Revenue Streams: There are two options for revenue streams. The first is payment for each use and the second is the annual subscription. Experimental evidence suggests that subscription is more appropriate for the EaaS business model, although the payment model may be more successful for any use in other business areas. In teaching, it is necessary for teachers and students to be able to act on their tasks without the pressure of time and worries (Prifti et al, 2017).

 

Table 1

The main components of Prifti et al. business model

 

Source: Prifti et al, 2017

 

 

Step 2: Compare the models

 

          This step consists of two parts. First, the main elements or components of the models are presented in a comparative table, and then the similarities and differences of the models are examined. Table 2 shows the main components of each model.

 

 

 

Table 2

 The main elements and their number in business models

No.

Model

Main components

Number of components

1

Osterwalder and Pigneur

Customer Segments, Customer Relations, Channels, Value Proposition, Main Resources, Main Activities, Partners, Cost Structure and Revenue Stream

9

2

Afuah and Tucci

Industrial factors, resources, costs, situations           

4

3

Prifti et al.

Customer segments, customer relationships, channels, value proposition, core resources, core business, partners, cost structure and revenue stream

9

4

Bin‏ ‏Yahaya‏ ‏& Bin Ahmad Dahlan

Strategy, activity profile, experiences, brand, output

5

5

Luttikhuis

Key partners, key activities, value proposition, customer relationships, customer segments, key resources, communication channels, cost structure, revenue streams

7

6

Drozadová

Students, Educational Procurement, Organization and Management, Information Process, Information Resources, Terminal Equipment, Communication Network, Information Processing Software, Communication Services, Selection and Information Processing Services, Software Application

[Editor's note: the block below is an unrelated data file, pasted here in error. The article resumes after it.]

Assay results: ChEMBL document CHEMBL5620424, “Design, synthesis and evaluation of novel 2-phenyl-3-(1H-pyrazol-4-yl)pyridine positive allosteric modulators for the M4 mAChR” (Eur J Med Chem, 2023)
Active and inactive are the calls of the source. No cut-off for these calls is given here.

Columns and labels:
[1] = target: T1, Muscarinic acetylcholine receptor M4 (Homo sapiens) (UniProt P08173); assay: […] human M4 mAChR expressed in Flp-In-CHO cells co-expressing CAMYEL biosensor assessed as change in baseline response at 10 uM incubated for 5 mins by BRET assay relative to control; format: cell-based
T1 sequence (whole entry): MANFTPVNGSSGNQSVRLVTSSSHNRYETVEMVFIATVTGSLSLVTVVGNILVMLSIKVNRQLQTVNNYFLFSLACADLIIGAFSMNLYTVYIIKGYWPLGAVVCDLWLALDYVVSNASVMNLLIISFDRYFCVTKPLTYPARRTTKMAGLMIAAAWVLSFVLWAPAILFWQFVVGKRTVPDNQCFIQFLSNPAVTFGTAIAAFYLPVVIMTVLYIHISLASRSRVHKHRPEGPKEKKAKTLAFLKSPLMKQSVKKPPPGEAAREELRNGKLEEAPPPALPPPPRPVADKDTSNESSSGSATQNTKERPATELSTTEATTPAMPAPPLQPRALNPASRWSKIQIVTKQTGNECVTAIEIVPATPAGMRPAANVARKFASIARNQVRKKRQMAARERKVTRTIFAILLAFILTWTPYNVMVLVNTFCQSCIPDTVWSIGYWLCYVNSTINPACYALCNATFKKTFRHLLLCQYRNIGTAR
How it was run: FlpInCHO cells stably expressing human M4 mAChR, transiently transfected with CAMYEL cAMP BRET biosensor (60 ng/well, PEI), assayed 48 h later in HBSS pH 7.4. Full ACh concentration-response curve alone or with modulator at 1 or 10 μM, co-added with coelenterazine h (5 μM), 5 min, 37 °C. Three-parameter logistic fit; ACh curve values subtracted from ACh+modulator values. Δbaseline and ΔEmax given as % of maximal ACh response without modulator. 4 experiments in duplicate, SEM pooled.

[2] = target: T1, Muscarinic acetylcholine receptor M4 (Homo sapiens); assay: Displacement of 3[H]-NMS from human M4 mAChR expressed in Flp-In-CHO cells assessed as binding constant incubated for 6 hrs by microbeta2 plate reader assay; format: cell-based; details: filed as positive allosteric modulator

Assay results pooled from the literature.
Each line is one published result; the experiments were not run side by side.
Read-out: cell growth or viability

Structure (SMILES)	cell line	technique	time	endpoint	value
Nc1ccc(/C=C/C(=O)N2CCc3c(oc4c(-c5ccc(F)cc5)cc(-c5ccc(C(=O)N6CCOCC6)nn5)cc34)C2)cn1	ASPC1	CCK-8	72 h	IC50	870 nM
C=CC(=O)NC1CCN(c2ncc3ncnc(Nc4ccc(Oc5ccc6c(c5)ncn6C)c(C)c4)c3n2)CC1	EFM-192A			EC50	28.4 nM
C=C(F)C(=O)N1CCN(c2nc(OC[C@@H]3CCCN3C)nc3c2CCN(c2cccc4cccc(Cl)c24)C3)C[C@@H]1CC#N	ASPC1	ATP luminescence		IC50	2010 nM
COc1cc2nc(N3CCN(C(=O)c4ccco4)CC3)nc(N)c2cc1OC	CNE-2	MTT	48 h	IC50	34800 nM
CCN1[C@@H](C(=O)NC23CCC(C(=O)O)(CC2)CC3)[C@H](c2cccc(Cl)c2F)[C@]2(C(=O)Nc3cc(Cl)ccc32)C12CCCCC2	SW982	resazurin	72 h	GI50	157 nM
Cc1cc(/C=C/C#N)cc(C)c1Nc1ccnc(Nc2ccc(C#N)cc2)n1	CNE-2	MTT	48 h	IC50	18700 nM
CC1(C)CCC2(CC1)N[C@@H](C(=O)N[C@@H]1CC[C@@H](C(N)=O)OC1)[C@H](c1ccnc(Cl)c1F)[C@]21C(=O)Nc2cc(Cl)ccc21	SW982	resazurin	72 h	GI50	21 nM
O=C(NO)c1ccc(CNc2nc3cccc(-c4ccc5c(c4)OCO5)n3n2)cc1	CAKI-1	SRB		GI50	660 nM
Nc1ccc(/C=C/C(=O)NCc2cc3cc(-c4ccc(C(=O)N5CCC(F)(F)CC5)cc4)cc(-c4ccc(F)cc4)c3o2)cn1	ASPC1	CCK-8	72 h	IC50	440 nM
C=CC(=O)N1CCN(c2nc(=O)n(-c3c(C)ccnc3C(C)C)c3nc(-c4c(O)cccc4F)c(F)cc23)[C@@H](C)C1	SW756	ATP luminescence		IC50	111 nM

11

7

Ferlatte and Justis‎‏

Aggressive, mixed and conservative

3

 

          The data in the table show the diversity of the main elements or components of the business model and its designers have not set a specific limit for themselves. Among these, the Drozadová and Ferlatte and Justis‎‏‎ models, with 11 and 3 components, have the highest and lowest numbers of main components. Also, the components of the Prifti et al. model are the same as that of the Osterwalder and Pigneur models, but they have been developed for different businesses. In addition, the components of the Osterwalder and Pigneur models have generally been taken into account by other designers and used in different terms or with minor modifications. Table 3 is the similarities and differences between the components of the models.

 

Table 3

The similarity and difference of the models according to the main components

Components/ model

Customer

Cost

Activity

Revenue  

Communication network

Information resources

Proposed value

Osterwalder & Pigneur

*

*

*

*

*

*

*

Afuah and Tucci

*

*

*

_

*

*

-

Prifti et al.

*

*

*

*

*

-

*

Bin‏ ‏Yahaya‏ ‏& Bin Ahmad Dahlan

*

-

*

*

-

*

-

Luttikhuis

*

*

*

*

*

*

*

Drozadová

*

*

*

-

*

-

*

Ferlatte and Justis

*

-

-

*

*

-

-

 

          The features and characteristics of the models analysis shows that developers have taken 7 main components into account. The customer component is the only common to all models, because in principle, business models are designed to maintain and increase the customer. Also, the table data shows that, despite the fact that the Osterwalder and Pigneur model is one of the first business models and has a time precedence over other models under study, the comprehensiveness of this model with seven important components is still more than the models. Of course, in terms of comprehensiveness, the Luttikhuis model is also completely similar to that of the Osterwalder and Pigneur. On the other hand, it seems that the Ferlatte and Justis model is the most different from other business models, which can be largely attributed to the distinctive attitude of the designers of this model. The table data show that most business models are similar to each other in at least 5 main components and the maximum difference between them is in the two components of value proposition and information resources.

 

            The other important point the current paper accounts for is the fit of business models with the field of preschool education. What happens in the preschool education process as a business area is based on the fact that the main purpose of this job is to provide opportunities for the social presence of children under the age of 6. Therefore, the main elements expected in a business model related to preschool education may include the following components: